We are using ActiveMQ 5.2 as our implementation of choice and we picked it a while ago. It performs well enough for our use right now. Since its been a while, I was wondering what other Java Message Service implementations are in use and why? Surely there are more than a few.
closed as not constructive by Lix, Bill the Lizard May 5 '12 at 13:35
As it currently stands, this question is not a good fit for our Q&A format. We expect answers to be supported by facts, references, or expertise, but this question will likely solicit debate, arguments, polling, or extended discussion. If you feel that this question can be improved and possibly reopened, visit the help center for guidance. If this question can be reworded to fit the rules in the help center, please edit the question.
Before delving into JMS, consider AMQP as well - might be a new standard. JMS providers I worked with (in varying degrees):
TIBCO EMS - very quick and robust, good API support, Java friendly, native C API exists. Best commercial choice I've used.
Websphere MQ (and its JMS implementation) - so, so. Pub/sub not exactly quick, many configurations options and choices are 'strange' and overly complex from the long history of that product. Just look at the amount of documentation...
Solace JMS - very high throughput (the JMS broker is built in hardware !), good choices of connecting protocols (MQTT, AMQP, XML over http as admin protocols)
Fiorano MQ - used to be agressive in marketing but lost a lot of market share, maturity concerns
Sonic MQ - solid product, also supports a C API
Active MQ - if you want to go with an open-source product (unexpensive support, great community, limited add-on products, limited enterprise features) this is probably your best choice. Works out of the box and is the backbone of several tools like Apache Camel, for example.
We rely on AMQ (5.1) via the Camel framework, and there haven't been any issues. AMQ 4 was a tad more fishy.
WebLogic JMS provider when using WebLogic. Works great.
TIBCO EMS. It's a commercial message service with Java/JMS, C, .net, and other bindings for it.
Sun's Open source OpenMQ (https://mq.dev.java.net/). You can get free and paid support for the same.
See this blog post about some comparison with ActiveMQ, etc -- http://alexismp.wordpress.com/2008/06/06/openmq-the-untold-story/.
I've heard that OpenMQ is more stable.
ActiveMQ is more flexible. as in, you can use it with more languages. There are probably more people on ActiveMQ's mailing list than OpenMQ.
In one of the recent projects I was in we used Sonic MQ. Good overall implementation with good bindings to .NET.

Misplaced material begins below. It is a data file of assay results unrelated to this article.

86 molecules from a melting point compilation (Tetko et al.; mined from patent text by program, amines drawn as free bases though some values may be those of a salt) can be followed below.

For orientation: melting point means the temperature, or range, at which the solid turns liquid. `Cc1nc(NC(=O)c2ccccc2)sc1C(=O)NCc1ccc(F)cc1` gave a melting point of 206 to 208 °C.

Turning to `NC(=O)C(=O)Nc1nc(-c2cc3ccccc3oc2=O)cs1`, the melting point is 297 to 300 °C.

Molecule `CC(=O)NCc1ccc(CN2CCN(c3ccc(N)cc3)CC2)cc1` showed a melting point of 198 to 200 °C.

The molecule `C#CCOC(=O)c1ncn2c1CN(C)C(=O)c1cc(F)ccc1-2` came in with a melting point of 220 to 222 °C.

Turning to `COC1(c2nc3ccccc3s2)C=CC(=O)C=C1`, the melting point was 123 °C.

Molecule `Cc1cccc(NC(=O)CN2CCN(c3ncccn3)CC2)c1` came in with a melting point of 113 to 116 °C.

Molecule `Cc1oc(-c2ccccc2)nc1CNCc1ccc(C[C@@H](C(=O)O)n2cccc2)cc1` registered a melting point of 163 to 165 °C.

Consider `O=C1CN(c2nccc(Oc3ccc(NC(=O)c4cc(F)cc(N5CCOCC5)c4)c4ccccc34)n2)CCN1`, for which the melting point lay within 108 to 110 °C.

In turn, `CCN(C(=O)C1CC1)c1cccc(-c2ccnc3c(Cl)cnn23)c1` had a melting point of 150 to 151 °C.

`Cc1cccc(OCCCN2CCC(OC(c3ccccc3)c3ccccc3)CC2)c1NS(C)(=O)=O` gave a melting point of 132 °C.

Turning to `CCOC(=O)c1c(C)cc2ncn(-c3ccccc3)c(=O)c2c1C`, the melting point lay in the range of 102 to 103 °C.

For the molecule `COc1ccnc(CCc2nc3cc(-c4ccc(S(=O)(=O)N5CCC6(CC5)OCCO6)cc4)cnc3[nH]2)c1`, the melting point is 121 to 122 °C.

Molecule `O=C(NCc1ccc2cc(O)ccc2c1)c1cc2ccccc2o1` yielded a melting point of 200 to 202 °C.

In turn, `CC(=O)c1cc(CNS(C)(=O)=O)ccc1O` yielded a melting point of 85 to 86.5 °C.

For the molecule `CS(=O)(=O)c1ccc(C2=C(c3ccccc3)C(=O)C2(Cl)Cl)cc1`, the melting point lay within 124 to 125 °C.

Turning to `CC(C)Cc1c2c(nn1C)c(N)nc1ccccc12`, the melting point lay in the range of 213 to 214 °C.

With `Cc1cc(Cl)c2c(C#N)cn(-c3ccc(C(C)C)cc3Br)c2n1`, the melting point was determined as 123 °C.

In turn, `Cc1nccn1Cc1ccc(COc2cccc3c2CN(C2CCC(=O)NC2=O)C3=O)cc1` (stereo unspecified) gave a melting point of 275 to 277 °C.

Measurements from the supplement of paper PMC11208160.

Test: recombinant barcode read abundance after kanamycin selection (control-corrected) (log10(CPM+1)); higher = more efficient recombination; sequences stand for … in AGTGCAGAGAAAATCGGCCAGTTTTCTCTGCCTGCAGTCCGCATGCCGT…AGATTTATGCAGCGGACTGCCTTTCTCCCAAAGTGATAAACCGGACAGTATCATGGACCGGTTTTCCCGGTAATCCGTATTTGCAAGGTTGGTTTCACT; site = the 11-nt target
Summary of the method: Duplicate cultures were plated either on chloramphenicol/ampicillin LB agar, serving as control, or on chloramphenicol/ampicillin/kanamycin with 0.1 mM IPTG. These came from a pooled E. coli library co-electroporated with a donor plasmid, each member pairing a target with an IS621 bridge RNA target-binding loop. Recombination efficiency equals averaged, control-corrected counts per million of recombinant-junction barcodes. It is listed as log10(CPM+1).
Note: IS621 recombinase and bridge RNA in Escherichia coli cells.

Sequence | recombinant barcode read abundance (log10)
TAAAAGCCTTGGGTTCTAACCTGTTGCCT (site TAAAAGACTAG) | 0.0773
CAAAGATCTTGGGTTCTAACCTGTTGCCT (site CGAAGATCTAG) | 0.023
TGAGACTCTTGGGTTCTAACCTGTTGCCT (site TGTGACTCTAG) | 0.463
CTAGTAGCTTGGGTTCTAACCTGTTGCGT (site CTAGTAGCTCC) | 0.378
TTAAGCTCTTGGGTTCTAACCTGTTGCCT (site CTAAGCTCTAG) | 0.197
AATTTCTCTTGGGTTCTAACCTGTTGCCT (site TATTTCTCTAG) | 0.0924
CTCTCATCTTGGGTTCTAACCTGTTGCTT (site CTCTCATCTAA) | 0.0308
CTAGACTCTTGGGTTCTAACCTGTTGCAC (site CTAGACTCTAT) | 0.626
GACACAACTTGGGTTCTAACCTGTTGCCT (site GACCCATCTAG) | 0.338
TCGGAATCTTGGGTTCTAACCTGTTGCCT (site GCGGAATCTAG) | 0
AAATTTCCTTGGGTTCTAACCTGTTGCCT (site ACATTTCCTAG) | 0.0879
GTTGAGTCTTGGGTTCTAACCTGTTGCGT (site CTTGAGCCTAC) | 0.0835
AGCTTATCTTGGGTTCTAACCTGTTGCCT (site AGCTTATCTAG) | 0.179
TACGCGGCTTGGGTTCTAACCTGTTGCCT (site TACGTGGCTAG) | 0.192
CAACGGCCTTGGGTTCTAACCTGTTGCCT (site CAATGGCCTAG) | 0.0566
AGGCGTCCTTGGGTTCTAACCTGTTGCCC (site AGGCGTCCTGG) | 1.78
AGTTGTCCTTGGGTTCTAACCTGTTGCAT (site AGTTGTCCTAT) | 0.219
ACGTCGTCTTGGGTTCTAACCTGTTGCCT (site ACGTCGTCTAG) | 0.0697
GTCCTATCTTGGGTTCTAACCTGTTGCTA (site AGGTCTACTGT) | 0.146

We had a little of scalability problems, but I have to admit that the scalability requirements were very strict: if I can recall correctly, something like 20,000 messes a second with no delays allowed between the 200 different clients (every client had to receive every message at the same time).
I've used JBossMQ, which comes with JBoss app server up to version 4, and which is solid but limited. JBoss Messaging was the replacement, comes with JBossAS 5, and is a huge improvement.
ActiveMQ I have a real dislike for. The developer(s) seem to have gone for performance and features to the detriment of stability, and it's phenomenally buggy. Given that it's the JMS fabric for Geronimo, I worry.
IBM WebSphere MQ 5 and 6 Active MQ 5.2.0
Also Check out Micro QueueManager at http://codingjunky.com/page5/page4/page4.html It is small, easy to install and use for smaller projects.
I have used ActiveMQ in production for a couple of years but I was never happy about its stability (specially with it clustered-enabled). Never looked back after switching to OpenMQ. You might want to look into RabbitMQ or ZeroMQ.
We are using SonicMQ, JBossMQ and the "micro broker" of Lotus Expeditor Integrator. We are using them for different purposes:
-JBossMQ is used internally and to communicate out of all our Java EE applications which run on JBoss. -Lotus Expeditor is used in "remote sites" where we do only have limited resources and IT staff -SonicMQ is our Messaging backbone, we use it for connecting central systems, but also to connect remote systems in approx. 1000 sites.
We are having good experiences with all of them, but our experience is also that with a more complex environment you have to do a more active administration of the Messaging system. This became especially true with SonicMQ at our site :-) . From a performance perspective we made the best experiences with SonicMQ especially in Queue based persistent messaging.